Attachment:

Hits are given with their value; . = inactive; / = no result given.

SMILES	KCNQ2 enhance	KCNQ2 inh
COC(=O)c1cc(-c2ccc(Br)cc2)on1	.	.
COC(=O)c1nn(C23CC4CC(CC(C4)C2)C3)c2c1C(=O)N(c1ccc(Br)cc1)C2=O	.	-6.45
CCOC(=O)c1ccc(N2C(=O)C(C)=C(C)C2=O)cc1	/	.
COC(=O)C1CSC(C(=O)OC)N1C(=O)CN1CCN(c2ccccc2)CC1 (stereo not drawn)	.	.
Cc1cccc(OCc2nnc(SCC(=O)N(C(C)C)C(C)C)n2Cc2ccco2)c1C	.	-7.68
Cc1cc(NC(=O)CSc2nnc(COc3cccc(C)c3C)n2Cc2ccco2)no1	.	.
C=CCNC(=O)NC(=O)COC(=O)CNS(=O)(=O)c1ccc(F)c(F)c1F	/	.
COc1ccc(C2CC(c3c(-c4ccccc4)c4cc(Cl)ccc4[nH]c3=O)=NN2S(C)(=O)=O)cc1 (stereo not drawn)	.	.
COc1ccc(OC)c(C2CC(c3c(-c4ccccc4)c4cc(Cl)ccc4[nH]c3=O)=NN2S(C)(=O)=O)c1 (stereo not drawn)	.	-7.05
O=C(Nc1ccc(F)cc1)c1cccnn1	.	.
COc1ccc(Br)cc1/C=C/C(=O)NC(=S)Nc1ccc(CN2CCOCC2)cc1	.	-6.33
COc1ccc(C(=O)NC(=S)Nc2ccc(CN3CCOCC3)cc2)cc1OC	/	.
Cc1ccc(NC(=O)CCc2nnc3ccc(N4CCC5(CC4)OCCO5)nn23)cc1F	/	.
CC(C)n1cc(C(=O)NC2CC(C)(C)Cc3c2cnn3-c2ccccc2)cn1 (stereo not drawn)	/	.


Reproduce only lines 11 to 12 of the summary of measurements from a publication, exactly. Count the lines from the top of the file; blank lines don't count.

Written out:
COc1ccc(OC)c(C2CC(c3c(-c4ccccc4)c4cc(Cl)ccc4[nH]c3=O)=NN2S(C)(=O)=O)c1 (stereo not drawn)	.	-7.05
O=C(Nc1ccc(F)cc1)c1cccnn1	.	.